Campaigns to save the rainforest have been integral to the environmental movement for 40 years, with celebrities and royalty lending their name to the cause. Now politicians, bankers and policymakers have joined in.
The threat of climate catastrophe has previously uninterested governments and financial institutions sitting up and paying attention to the problem of deforestation. That, and the prospect of tens of billions of dollars flowing from developed to developing countries each year to pay for the proposed global solution, known as reducing emissions from deforestation and degradation (REDD).
The theory is that the only way to guarantee a future for the world’s tropical forests is to make them worth more standing up than chainsawed or burned down. There is widespread agreement that deforestation must be halted, or at least drastically cut, to help reduce the threat of climate change and to protect biodiversity and indigenous peoples.
Advocates of REDD believe it makes sense for developed countries – responsible for most greenhouse gas emissions to date – to pay developing world governments, communities and commercial interests to conserve forests that would otherwise be destroyed. Especially if this is among the cheaper ways of reducing global greenhouse gas emissions.
But REDD comes with ambiguities, difficulties and risks. The forests might not be conserved effectively and campaigners and protest campaigns could explode if payments compensate loggers, ranchers and plantation growers for ceasing to destroy forest.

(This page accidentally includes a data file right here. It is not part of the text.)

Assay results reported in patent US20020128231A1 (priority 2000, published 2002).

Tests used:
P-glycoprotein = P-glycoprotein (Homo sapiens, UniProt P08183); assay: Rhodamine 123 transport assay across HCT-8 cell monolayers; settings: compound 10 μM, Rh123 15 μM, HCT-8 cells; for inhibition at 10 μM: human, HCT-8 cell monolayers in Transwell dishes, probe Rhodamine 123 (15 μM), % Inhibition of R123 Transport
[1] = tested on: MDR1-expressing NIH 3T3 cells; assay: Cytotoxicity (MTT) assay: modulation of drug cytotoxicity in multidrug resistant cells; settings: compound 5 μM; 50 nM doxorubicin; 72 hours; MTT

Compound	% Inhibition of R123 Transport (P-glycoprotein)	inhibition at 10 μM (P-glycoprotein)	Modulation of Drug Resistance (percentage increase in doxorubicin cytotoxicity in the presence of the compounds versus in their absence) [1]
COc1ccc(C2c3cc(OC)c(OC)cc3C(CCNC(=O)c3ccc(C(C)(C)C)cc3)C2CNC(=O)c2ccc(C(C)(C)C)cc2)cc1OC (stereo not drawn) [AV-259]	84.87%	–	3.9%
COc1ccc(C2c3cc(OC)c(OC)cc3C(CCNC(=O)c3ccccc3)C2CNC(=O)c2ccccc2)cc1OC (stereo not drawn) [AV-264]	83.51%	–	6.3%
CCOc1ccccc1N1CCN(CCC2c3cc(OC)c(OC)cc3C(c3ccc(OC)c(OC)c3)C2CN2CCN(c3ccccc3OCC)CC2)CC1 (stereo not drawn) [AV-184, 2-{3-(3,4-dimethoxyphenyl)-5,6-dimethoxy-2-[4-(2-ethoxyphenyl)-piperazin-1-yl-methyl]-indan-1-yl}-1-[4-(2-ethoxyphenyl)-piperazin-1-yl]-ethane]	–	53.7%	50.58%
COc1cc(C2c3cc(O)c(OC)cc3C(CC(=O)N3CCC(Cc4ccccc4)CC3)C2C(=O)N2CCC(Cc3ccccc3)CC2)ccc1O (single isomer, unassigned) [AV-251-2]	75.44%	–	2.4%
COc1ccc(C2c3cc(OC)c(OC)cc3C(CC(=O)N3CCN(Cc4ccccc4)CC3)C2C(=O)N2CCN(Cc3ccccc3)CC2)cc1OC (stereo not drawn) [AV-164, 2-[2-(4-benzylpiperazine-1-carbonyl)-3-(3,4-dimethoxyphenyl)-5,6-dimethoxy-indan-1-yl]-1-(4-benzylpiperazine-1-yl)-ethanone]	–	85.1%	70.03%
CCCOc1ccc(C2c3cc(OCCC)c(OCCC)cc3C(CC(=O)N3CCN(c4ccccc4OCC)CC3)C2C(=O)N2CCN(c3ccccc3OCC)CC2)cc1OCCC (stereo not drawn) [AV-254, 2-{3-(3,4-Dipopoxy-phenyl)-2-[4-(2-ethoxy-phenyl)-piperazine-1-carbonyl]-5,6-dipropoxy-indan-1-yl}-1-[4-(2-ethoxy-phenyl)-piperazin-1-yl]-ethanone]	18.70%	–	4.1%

Yet the reality is that forests continue to disappear at an alarming rate. An area half the size of the UK (13 million hectares) was deforested every year between 1990 and 2005, according to the UN Food and Agriculture Organisation. The Fourth Assessment Report by the UN Intergovernmental Panel on Climate Change (IPCC) estimates that deforestation causes 17% of annual greenhouse gas emissions, more than the world’s transport sector, even when taking aviation and shipping into account (see p 17).
The IPCC believes reducing deforestation will have the largest and most immediate impact on carbon emissions. It is also seen as highly cost-effective. In his book A Blueprint for a Safer Planet, Lord Stern – the government’s foremost adviser on climate change economics – says halving deforestation would save about three billion tonnes of carbon dioxide equivalent a year. He says this would cost $5 per tonne of CO2 saved, much cheaper than the $20 it is now trading at in the EU emissions trading scheme.
A scheme to reduce emissions from deforestation was rejected at the Kyoto climate talks in 1997 because of doubts over how it would work. But afforestation and reforestation schemes were allowed under the Clean Development Mechanism (CDM), in which developed world organisations buy carbon allowances from emissions-reducing projects in developing countries.